The perfect Brexit storm

I have voted Conservative just once, in the June 1970 General Election that brought Ted Heath to power. It was the first election in which I was eligible to vote, aged 21 (although the voting age had been lowered to 18 in January of that year).

Now, wild horses couldn’t drag me into the polling booth to vote for the Conservative Party. Nor for Labour either, while Jeremy Corbyn remains Leader.

I can’t remember a more chaotic situation in British politics than we are currently experiencing. Politics is broken. Indeed, it’s hard to remember when politics was held in such low esteem nationwide; respect for politicians has evaporated.

And the cause? Brexit, of course, which has thrown politics into disarray. And while the same tribal party loyalties affect most parliamentary decisions, perspectives on Brexit or No Brexit, Leave or Remain, cut right across party lines and policies.

No wonder then that eight MPs resigned from the Labour Party last week and formed The Independent Group (TIG), joined by three Conservative MPs. Another Labour MP has resigned from the party, but not joined TIG.


Prime Minister Theresa May is the Death Star of British politics and Leader of the Labour Party Jeremy Corbyn is a politician of low intellectual calibre which, alloyed with rigid and obstinately held ideological beliefs, renders him stupefied, or stupid, or both.

Jeremy Corbyn and Theresa May

Not my descriptions, I should add, although they are ones that resonate with me. No, they come from the pen of  long-time Conservative supporter, former Conservative Member of Parliament for West Derbyshire, and newspaper columnist, Matthew Parris.

Writing in The Times last Friday, 22 February, he wrote what is probably one of the most damning indictments of two party leaders that I have ever read. But particularly damning of Theresa May. Click on the image below to read the article in full.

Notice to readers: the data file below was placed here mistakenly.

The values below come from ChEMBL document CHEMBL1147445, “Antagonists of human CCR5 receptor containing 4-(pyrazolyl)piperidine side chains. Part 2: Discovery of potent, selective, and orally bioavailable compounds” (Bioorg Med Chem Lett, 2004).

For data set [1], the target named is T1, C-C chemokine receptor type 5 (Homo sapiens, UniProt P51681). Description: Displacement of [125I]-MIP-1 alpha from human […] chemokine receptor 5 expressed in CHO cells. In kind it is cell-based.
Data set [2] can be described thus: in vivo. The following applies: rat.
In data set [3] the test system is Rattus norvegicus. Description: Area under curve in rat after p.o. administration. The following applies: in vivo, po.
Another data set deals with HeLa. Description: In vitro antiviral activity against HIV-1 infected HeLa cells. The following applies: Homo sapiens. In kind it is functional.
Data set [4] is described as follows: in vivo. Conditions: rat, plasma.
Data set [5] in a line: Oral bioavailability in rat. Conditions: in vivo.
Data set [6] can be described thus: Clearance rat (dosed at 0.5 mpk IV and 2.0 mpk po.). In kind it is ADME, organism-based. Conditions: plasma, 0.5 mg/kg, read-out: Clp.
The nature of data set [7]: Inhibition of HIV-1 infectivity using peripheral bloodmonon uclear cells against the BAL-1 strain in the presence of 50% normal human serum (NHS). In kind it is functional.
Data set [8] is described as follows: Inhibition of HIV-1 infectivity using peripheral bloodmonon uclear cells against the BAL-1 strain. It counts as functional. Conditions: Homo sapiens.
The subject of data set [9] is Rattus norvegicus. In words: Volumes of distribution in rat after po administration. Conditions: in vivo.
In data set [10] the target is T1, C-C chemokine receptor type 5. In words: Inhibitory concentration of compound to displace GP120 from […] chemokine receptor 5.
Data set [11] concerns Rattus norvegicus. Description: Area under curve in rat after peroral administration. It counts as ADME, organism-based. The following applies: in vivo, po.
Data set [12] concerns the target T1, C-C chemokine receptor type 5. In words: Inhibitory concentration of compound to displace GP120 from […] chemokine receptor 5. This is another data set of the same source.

With just 32 days before the UK is due to leave the European Union (EU), potentially crashing out without a deal if the Withdrawal Agreement negotiated over many months with the EU is once again rejected by Parliament, Theresa May has again kicked the ‘Brexit can’ down the road. Parliament will not hold a ‘meaningful vote‘ to decide the future of that agreement until 12 March. FFS! Pardon my language.

You can imagine some of the reactions. Mike Galsworthy is a leading Remain campaigner.

And this, despite the EU and European Commission consistently stating that negotiations over the Withdrawal Agreement will not be re-opened to rework the wording over the Irish backstop.

Now listen to former Conservative MP (and TIG member) Anna Soubry commenting on Theresa May’s leadership and her obsession with immigration that seems to be driving her Brexit ‘strategy’.

Anna Soubry is not the only person concerned about Theresa May’s approach to Brexit. Philosopher and author AC Grayling tweeted this message a couple of days ago.

Here’s another view from Labour MP for Birmingham Yardley Jess Phillips.

Corbyn has led a totally ineffective Opposition throughout the whole Brexit process. Labour should be points ahead in the polls. Instead they are lagging behind the Conservatives. Extraordinary! Corbyn appears more concerned about winning a General Election, and implementing a ‘real’ Socialist agenda than he is about Brexit and its impact on the nation. Post-Brexit, the country won’t be able to afford his vision.

Because of the Fixed-term Parliaments Act 2011, Parliament will have to vote to hold a General Election, if Theresa May decides to call one. Corbyn will find himself on a very sticky wicket. Because of his consistent calls for an election, Labour can hardly vote against such a motion even though recent polls don’t give them much hope of success.

Unless . . . ?

Unless Labour openly support a second referendum or People’s Vote (that seems to be the favored option among the electorate). Clearly, there is a groundswell of support for such a vote, even within Labour.

So, with the nation staring down the barrel of a Brexit gun, who knows what the outcome will be, after 29 March. Brexit has opened fissures in both main political parties that are unlikely to heal very quickly. Is this the beginning of a realignment in British politics? Only time will tell. Brexit has caused the perfect storm.